There are deep concerns among the defence industry fraternity of the apparent reluctance by local end users to purchase defence related products developed and manufactured locally, for reasons best known to the users themselves. But the strange fact is that some of these products that has somehow been found unacceptable by local clients, have been found acceptable by international clients.
There are already a couple of defence related product manufacturers that has been successful in marketing their products internationally, but are faced with a myriad of issues with locals who seemed not to be too happy to deal with local manufacturers. If this is the attitude of our locals, then we have little hope of seeing the growth of the nation’s defence industries, and the blame would inadvertently fall on the government itself. The government will be seen as not having the political will to exert its policy of buy ‘Made in Malaysia Products First’, thus leaving the product manufacturers in acute difficulties of ever recovering their investments in developing the products.
I know for one that most of the local manufacturers of defence related products have invested substantially towards receiving new technologies, and to undertake research and development, and some have even acquired government R&D grants for the aforesaid purpose. But by remaining unreasonably skeptical of local products, despite the products having met the necessary approval and standards, local buyers rational for rejecting local manufactured products does not stand to valid reasons. This will only raise doubts and suspicion that there may be the element of corruption on the part of the approving authorities and by the end users, to award a preference to the purchase of imported products, rather than locally manufactured ones.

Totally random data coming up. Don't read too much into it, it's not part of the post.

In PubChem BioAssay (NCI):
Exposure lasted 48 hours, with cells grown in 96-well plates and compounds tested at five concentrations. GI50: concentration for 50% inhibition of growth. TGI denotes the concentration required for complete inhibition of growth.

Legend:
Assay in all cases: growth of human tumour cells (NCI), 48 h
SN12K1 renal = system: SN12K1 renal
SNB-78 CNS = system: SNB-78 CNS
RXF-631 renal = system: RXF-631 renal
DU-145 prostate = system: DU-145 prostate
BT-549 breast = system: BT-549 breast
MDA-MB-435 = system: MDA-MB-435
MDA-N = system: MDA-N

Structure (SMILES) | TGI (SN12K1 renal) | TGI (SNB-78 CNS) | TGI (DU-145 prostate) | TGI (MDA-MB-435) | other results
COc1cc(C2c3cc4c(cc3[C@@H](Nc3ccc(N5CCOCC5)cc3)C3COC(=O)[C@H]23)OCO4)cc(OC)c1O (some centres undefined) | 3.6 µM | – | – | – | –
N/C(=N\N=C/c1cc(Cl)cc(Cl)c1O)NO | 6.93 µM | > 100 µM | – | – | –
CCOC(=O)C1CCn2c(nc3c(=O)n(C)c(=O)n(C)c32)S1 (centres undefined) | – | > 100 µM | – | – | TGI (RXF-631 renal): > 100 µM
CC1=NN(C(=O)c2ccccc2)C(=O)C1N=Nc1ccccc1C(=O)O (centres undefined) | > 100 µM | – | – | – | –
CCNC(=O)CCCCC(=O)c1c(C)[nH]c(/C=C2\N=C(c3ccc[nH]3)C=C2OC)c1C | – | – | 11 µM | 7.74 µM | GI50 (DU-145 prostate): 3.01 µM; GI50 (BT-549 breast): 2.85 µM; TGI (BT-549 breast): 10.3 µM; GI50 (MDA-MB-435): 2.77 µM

The above facts are known to many people involved in the industry, including those in the seat of power, but the comments normally heard is that ‘this country practices an open and competitive market, and it is the best product (though not necessarily cheap) that wins the contract’. It is not uncommon to hear too that some bidders of contracts will use all available ‘strings’ to get their imported products approved, against a locally manufactured product, knowing full well that they will lose out in terms of pricing.
And now there is already a loose talk among some local manufacturers that the lowest bidder may not necessarily win the bid, for they claim that the higher the price quoted, the greater the chances of winning the bid. This is indeed a strange ‘bidding policy’ (if ever there was one), and I thought that such a ‘policy’ is only apparent in some under developed countries where corruption is rampant. Certainly, the attitude and examples portrayed by some of our government officers involved in the awarding of contracts need to be closely monitored.
Finally, I would like to restate the statement that ‘our country’s defence industry is unlikely to make any substantial improvement, if our local users continue to ignore or remain skeptical of our very own locally manufactured defence products, and to continually view foreign products as the much superior product’. The possession of such mindset by locals is extremely dangerous and irrelevant, and must be totally eradicated, if we are serious in wanting to move forward in our quest to be a developed nation by 2020. The government, and in particular the Defence Ministry must also look at provisions in its policies that calls for preference to be given to locally manufactured products first, over foreign products.
CRUSADE AGAINST CORRUPTION